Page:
3. Early in the war the Royal Navy clamped a tight blockade around American ports. Seventy five British ships kept watch, forcing all but the most adventurous Americans to stay in port.

d.13

AMERICAN MILITIA

Militia fails

The militia failed to meet the challenge of America's second war against Britain. Several New England militias refused to cross state lines to support the invasion of Canada, severely reducing the ability of the US to project military power. Specific examples listed below

  1. At the Battle of Blandensburg (1814), the militia ran as the British approached, allowing the British to enter Washington D.C. and to burn the public buildings.


  2. New York militia refused to cross over to Canada to re-inforce US Army at the Battle of Queenstown. The Americans were annihalated.

Faulty legacy

Americans did not learn from 1812-1814 failures. Just as in the case of Bunker Hill (1775), Jackson's victory at New Orleans gave the impression that militia, under good command, could take-on European professionals. That nation would learn only slowly that warfare was too serious to entrust to purely "citizen soldiers."

EFFECTS OF THE BRITISH NAVAL BLOCKADE, WAR OF 1812 d.14

War bound to hurt US commerce

During the early period of the Republic (pre-1820) American commerce remained oriented on Europe. At first the Napoleonic wars (1792-1815) benefited the American merchants and shippers. The table below shows the percentage of trade carried in American ships.

US MERCHANT MARINE STATS, 1807-1814
Tonnage shipped in American vs. ships of foreign registry.

1807

1811

1814

EXPORTS

$130 million

$45 million

$7 million

IMPORTS

$13 million

$6 million

PERCENT OF TRADE CARRIED IN US SHIP

about 80%

65%

35%

Some things the statistics tell:

  1. Until the War of 1812, only England exceeded the US in total trade tonnage.


  2. The British blockade was effective, but only at considerable allocation of naval forces by Great Britain to American waters.


  3. American smugglers and privateers were able to sneak through the blockade, but only by going way out to sea then trying to come back in. Such maneuvering cost money. Sugar quoted at $9 per hundredweight in New Orleans cost $21 per hundredweight in New York by 1813.


  4. Ships of foreign registry carried increased cargo tonnage as Yankee shippers were shut up in port.


  5. The reduced imports hurt the U.S. treasury, as import duties had been a major source of revenue.


  6. The blockade starved economy of New England led to protest. The Hartford Convention (1814) was an attempt by wealthy New Englanders to end the war by signing a separate peace with England. Since most were Federalists, the Federalist Party emerged from the war as "traitors."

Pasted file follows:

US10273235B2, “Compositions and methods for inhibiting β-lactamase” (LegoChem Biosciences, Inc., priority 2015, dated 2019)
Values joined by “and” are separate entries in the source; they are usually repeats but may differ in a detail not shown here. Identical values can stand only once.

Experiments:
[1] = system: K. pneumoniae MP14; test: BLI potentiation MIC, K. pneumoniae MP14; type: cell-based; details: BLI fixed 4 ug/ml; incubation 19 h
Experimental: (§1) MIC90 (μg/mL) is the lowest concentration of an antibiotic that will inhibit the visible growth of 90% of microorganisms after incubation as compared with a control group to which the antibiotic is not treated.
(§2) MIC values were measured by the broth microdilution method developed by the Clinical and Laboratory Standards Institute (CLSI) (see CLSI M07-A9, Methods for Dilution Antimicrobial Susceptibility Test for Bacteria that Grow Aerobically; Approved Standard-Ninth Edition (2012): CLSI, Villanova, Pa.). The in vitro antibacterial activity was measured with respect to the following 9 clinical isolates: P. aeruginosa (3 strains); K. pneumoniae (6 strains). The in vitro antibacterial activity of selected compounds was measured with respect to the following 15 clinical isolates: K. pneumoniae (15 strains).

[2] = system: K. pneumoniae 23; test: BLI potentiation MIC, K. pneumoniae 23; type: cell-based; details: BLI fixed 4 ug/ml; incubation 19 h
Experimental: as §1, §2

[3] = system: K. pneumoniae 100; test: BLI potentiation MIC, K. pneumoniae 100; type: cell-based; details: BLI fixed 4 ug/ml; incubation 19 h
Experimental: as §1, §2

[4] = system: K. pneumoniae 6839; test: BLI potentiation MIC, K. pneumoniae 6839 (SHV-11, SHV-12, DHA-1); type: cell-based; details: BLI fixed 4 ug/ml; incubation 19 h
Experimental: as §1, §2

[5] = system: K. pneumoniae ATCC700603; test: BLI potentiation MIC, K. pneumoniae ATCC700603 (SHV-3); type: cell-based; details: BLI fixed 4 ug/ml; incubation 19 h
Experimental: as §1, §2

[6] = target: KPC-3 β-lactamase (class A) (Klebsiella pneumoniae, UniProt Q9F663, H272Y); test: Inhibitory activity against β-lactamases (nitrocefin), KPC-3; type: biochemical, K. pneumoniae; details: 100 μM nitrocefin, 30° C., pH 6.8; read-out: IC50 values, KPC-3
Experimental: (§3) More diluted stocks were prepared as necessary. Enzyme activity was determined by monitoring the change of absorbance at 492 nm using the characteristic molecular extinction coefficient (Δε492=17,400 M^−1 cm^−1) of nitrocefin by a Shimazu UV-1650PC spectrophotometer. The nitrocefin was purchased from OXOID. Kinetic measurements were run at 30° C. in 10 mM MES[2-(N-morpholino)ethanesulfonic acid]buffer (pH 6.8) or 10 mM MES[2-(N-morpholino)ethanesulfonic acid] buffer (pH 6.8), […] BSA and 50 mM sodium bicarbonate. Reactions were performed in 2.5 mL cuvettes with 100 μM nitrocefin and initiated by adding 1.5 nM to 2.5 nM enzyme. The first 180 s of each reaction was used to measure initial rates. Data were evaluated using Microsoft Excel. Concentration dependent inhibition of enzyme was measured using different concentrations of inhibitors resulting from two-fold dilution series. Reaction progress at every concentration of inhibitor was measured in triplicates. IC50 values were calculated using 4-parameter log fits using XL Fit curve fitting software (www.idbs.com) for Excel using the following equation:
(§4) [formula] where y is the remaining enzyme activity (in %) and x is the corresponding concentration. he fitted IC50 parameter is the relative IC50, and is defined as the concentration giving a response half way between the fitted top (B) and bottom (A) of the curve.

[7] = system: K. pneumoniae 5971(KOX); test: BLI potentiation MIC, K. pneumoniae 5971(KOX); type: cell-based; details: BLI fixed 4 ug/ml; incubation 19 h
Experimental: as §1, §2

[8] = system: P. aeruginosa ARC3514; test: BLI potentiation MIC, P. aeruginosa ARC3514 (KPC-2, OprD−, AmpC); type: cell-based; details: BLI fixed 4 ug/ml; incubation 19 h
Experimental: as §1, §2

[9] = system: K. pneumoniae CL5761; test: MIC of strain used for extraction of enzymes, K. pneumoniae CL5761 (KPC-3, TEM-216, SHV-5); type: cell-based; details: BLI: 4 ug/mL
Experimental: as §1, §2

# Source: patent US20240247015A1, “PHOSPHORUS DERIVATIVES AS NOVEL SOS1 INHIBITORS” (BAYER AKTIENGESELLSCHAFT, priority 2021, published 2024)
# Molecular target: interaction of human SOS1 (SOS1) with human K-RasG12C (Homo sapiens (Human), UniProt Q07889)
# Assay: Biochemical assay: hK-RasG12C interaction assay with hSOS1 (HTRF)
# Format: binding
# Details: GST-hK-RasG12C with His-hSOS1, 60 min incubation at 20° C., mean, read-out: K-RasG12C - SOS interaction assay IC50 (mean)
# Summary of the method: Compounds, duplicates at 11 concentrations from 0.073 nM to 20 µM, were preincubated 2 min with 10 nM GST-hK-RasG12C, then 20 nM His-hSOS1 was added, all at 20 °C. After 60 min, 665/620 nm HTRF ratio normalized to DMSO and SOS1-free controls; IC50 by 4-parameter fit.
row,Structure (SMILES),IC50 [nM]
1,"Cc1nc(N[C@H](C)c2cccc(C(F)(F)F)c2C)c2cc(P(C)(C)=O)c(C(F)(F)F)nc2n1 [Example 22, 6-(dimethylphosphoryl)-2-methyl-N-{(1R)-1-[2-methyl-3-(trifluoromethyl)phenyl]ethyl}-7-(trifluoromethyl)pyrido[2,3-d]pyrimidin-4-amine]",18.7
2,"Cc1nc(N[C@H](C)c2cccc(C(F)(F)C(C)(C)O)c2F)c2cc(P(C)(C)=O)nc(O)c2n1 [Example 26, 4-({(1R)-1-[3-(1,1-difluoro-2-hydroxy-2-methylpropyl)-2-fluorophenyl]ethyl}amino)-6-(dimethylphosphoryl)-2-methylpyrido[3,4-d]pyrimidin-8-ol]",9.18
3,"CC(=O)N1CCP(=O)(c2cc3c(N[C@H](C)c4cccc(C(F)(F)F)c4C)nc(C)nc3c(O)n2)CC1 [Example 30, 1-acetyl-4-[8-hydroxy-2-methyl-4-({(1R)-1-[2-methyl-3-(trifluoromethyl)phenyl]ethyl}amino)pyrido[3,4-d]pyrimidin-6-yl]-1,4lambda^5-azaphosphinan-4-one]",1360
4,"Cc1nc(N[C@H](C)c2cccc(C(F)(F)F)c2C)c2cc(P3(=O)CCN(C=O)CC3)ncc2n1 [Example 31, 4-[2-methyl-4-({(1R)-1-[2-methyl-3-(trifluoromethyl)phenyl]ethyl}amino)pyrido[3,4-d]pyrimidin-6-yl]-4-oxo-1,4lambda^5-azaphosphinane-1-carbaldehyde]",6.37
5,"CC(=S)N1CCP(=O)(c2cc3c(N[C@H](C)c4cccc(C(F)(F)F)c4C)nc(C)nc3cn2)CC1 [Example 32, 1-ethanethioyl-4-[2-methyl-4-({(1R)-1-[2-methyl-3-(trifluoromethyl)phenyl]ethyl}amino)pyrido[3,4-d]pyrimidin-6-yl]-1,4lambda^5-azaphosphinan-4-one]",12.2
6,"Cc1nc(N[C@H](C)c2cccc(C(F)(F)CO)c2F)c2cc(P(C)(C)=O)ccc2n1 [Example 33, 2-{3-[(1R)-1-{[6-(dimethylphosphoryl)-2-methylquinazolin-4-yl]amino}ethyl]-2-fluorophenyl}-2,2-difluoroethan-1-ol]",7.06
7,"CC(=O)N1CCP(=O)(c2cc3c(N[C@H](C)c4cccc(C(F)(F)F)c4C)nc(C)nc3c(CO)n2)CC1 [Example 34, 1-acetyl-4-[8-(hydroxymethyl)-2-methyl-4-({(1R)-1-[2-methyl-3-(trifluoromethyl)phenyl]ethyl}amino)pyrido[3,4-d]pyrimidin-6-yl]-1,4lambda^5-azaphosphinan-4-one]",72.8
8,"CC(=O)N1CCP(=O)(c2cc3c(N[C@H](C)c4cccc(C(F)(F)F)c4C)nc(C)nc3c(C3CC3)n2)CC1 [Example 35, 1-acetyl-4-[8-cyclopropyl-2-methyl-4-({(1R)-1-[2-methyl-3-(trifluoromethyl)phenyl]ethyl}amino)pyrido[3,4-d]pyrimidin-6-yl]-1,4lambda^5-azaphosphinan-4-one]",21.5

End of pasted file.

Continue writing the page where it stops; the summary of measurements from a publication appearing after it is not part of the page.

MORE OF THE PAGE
7. The shippers and manufactures of the northeast celebrated when the war finally ended in December 1814.

Source: Faulkner, Harold Underwood. American Economic History 6th ed. (New York: Harper & Brothers Publishers, 1949), 229-39; and Harry Coles The War of 1812, (Chicago: University of Chicago Press, 1965), 88-90.

d.17

TREATY OF GHENT, 1814

Significance

The Treaty of Ghent, signed between Great Britain and the US, ended the War of 1812 and ushered in the age of Anglo-American cooperation. Never again would the two countries resort to war to settle their difference. Atlantic solidarity between the two English speaking nation became a trademark of the modern age.

What did the Treaty say?

While the treaty said nothing about the impressment or any other causes of the War of 1812, the treaty did establish an Anglo-American commission for the settlement of differences. During the years that followed, England and the US agreed to the following:

  1. Britain recognized the American right to extend to the Pacific Ocean.


  2. Britain withdrew its demand for free navigation on the Mississippi River.


  3. Britain and the US would jointly occupy the fur trapping region of the Rocky Mountains and Oregon Country.

The Rush-Bagot Treaty (1818) demilitarized the Great Lakes, ensuring a free border between British held Canada and the US.

Why did Castlereigh do it?

British Prime Minister Robert S. Castlereigh had new problems on this mind:

  1. He wanted American good will to ensure the flow of American cotton to English mills.
  2. England felt it had to divert its energy to containing the new power in Europe: Russia. In this sense, this sense, the Cold War began between Britain and Russia, to be joined wholeheartedly by the US in 1945.

SOURCE: Paul Johnson, The Birth of the Modern, 1815-1830, Chapter 1.